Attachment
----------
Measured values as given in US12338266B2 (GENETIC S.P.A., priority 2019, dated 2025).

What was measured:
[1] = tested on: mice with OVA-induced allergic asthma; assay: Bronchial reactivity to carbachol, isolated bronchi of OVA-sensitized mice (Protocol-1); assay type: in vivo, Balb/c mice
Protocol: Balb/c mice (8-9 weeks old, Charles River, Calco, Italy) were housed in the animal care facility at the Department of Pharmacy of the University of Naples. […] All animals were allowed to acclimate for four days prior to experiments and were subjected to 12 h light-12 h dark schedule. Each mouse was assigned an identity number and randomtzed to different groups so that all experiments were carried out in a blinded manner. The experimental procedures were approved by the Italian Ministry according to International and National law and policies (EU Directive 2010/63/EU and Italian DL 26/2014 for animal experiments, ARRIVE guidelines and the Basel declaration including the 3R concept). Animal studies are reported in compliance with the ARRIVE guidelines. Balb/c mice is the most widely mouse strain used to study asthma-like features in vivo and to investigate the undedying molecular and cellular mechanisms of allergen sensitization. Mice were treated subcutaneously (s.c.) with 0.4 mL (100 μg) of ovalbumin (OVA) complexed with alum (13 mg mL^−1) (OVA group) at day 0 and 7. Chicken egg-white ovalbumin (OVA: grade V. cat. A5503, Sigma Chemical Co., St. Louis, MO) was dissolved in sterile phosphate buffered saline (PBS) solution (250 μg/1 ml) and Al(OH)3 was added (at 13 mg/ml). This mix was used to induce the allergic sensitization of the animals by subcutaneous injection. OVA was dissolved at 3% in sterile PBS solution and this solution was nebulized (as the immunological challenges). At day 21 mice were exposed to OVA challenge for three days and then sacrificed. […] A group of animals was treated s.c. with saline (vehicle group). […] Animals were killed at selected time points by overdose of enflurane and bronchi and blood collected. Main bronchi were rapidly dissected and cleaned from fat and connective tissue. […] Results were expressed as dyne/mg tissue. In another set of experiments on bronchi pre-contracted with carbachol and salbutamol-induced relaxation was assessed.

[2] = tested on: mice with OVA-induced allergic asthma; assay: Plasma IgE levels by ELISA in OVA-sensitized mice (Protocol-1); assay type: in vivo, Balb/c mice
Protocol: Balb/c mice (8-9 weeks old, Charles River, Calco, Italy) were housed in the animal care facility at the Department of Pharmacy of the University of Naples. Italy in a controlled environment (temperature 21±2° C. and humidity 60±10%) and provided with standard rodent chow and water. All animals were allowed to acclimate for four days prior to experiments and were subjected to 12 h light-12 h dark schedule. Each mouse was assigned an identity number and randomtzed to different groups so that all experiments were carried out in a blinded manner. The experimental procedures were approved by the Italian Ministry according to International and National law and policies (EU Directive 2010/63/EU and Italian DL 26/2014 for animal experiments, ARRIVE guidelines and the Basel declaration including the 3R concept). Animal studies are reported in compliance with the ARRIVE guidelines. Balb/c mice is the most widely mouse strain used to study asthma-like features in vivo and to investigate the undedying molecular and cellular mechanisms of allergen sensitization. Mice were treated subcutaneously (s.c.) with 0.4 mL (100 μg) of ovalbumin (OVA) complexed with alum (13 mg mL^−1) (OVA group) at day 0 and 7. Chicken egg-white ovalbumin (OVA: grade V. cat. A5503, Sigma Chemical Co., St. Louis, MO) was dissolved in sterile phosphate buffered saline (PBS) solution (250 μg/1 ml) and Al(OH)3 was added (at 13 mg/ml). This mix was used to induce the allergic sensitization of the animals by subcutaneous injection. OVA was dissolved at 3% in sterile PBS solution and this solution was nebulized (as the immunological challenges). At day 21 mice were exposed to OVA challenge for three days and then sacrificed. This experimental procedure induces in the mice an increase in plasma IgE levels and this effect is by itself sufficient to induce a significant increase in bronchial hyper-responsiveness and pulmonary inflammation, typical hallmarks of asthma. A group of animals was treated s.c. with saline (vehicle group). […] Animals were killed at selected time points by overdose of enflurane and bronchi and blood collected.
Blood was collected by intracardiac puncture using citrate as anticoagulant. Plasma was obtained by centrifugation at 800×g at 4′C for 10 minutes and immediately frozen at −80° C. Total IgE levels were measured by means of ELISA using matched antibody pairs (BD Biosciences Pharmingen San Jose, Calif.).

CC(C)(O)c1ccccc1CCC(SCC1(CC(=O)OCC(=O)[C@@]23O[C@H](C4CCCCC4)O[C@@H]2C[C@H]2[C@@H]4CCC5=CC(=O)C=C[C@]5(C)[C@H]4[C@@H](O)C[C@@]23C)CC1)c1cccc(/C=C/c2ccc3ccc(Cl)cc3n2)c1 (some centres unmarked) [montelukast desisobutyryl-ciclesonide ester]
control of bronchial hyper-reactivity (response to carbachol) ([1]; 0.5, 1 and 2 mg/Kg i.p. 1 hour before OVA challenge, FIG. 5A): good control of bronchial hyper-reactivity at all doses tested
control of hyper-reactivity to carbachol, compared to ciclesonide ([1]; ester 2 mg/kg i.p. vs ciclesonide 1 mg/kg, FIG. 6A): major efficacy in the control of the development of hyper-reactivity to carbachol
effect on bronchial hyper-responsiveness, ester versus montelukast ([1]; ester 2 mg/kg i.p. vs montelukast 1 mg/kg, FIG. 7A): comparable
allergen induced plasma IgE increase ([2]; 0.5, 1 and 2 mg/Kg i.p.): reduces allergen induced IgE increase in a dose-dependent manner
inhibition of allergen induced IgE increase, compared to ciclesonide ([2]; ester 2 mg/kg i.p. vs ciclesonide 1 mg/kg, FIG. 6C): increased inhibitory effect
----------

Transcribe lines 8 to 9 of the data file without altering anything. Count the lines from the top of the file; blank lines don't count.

CC(C)(O)c1ccccc1CCC(SCC1(CC(=O)OCC(=O)[C@@]23O[C@H](C4CCCCC4)O[C@@H]2C[C@H]2[C@@H]4CCC5=CC(=O)C=C[C@]5(C)[C@H]4[C@@H](O)C[C@@]23C)CC1)c1cccc(/C=C/c2ccc3ccc(Cl)cc3n2)c1 (some centres unmarked) [montelukast desisobutyryl-ciclesonide ester]
control of bronchial hyper-reactivity (response to carbachol) ([1]; 0.5, 1 and 2 mg/Kg i.p. 1 hour before OVA challenge, FIG. 5A): good control of bronchial hyper-reactivity at all doses tested